I must confess I envy those guys with enough time to wander the woods and the beaches with their metal detectors. Even if they’re not actually treasure-hunting, these fellows often find amazing pieces with historic value which end up in museums or make awesome memorabilia of times past.
However, finding a WWII motorcycle buried in the woods is no everyday treat. Unfortunately there’s no info as of where was this machine found, but we’re looking at a bike which may be as old as 80 years old.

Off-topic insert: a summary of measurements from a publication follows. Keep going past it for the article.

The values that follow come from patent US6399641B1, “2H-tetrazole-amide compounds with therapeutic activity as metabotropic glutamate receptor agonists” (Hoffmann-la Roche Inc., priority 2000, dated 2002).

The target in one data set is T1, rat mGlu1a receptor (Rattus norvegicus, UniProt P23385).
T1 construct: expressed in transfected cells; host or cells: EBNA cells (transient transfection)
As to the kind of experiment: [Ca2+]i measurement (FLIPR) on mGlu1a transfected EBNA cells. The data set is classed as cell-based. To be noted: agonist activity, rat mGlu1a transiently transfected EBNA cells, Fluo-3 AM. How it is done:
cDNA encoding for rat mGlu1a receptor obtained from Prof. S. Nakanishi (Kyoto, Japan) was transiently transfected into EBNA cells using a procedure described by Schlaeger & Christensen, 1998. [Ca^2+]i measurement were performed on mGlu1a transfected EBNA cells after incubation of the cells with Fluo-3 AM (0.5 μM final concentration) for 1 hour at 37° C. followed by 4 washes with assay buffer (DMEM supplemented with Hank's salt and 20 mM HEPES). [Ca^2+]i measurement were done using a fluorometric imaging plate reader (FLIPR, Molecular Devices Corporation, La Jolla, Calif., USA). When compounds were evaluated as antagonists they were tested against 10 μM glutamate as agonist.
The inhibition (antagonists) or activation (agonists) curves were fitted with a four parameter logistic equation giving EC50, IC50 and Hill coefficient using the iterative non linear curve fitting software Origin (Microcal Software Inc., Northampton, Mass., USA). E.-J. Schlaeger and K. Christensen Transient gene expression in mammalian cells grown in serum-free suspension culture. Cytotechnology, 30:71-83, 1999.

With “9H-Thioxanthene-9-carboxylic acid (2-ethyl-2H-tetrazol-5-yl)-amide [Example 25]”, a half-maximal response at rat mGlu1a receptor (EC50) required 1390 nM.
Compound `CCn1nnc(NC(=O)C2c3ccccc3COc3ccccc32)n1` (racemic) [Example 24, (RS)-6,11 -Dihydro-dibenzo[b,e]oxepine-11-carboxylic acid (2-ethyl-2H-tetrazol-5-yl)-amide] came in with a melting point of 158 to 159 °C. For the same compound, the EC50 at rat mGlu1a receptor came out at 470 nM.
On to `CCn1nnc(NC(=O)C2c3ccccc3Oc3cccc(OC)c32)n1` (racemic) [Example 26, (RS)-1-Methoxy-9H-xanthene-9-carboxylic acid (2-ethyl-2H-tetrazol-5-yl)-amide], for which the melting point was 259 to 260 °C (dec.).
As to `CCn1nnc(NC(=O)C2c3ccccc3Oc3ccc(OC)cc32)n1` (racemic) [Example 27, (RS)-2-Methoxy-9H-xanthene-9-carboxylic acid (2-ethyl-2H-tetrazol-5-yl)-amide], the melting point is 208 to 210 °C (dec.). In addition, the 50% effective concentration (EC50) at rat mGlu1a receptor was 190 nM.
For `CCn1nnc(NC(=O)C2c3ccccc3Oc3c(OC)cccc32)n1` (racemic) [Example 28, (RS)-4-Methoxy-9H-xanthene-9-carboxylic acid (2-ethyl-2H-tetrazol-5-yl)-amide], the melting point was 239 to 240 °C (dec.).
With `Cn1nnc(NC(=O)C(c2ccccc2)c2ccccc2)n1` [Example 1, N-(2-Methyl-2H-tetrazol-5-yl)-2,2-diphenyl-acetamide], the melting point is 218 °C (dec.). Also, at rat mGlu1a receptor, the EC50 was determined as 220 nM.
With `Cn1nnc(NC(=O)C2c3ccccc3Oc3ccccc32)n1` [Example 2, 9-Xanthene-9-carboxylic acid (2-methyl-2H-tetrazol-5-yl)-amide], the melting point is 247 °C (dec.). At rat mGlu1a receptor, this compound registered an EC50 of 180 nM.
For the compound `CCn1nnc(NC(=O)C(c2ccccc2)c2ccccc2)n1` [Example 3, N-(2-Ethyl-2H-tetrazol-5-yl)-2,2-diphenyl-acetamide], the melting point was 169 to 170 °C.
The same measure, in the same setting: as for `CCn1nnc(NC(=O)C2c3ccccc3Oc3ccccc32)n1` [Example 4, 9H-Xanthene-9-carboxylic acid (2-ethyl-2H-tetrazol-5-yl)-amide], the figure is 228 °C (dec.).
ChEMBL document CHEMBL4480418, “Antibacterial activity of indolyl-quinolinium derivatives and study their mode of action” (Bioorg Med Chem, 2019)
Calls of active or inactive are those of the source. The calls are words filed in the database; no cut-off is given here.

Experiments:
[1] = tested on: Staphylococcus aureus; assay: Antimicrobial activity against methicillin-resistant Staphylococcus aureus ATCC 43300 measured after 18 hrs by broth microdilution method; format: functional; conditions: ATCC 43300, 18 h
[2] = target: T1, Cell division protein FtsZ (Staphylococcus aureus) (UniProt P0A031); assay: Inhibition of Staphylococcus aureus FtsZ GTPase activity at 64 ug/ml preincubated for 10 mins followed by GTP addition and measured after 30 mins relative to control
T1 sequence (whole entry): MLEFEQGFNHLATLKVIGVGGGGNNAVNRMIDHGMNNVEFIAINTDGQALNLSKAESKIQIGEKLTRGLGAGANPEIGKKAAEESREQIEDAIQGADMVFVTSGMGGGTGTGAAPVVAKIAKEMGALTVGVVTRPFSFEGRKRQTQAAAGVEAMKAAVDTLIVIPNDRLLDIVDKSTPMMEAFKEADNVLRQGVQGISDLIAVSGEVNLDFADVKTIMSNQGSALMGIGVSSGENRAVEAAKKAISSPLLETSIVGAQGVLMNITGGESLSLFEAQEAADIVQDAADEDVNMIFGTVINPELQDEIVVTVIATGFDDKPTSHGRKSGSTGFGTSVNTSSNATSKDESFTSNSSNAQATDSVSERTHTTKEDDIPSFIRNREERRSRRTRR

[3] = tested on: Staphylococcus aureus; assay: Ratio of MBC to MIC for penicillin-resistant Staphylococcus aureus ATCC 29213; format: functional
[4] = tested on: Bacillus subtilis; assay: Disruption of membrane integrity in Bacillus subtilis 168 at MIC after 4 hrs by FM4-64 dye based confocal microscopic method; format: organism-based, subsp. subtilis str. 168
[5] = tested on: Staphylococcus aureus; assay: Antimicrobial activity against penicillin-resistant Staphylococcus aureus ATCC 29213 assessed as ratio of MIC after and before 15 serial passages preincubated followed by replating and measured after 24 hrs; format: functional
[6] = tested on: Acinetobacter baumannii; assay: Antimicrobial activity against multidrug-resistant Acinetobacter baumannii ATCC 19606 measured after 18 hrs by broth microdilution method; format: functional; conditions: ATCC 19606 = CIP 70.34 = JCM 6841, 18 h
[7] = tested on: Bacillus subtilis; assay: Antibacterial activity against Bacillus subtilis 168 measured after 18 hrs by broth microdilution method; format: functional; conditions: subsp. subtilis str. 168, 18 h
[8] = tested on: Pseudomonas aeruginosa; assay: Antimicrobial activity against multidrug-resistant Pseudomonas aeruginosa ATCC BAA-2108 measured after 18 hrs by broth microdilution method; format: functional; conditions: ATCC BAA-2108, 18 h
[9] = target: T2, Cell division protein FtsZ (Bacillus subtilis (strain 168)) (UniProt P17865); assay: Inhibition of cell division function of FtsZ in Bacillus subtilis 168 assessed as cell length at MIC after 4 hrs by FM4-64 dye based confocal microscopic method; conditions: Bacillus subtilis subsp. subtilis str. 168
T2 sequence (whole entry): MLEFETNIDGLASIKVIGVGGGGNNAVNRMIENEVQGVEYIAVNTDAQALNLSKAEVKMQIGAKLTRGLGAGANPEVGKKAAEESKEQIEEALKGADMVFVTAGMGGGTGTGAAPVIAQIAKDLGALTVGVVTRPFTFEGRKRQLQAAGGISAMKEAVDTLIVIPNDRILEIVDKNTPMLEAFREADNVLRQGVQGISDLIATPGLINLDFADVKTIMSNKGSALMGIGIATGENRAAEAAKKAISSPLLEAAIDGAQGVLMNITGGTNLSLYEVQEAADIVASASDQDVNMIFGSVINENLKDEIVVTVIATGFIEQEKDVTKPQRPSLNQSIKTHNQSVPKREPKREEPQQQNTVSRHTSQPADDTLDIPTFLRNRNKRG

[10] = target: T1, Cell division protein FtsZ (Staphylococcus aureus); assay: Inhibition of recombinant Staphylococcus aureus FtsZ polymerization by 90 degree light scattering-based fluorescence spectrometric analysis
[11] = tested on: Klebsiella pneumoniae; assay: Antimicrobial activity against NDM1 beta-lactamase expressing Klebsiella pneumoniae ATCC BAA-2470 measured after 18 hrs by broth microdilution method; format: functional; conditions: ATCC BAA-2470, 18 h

According to web resources, I’d say this is either a Red October (Krasnyi Oktyabr) L-300 machine, or the original DKW Luxus 300 the Russians got their “inspiration” from. If any of you has enough expertise to pinpoint the origin of the bike, please share your mighty knowledge with us!
As far as history has things, DKW had licensed the production of the Luxus 300 to the Russians, and they started building their own version in a plant in Leningrad (Sankt Petersburg), funnily adding that the L stood for the city’s name.
The L-300 got the Krasnyi Oktyabr brand name but at the same time taking a plunge in performance, because of the very lousy gas Russia was using. What started up as an elegant German two-wheeler, ended up with a 25% weaker engine (around 6 HP). Production moved to an Izh plant, as the Tremass and Promet plants could not make these bikes in sufficient numbers.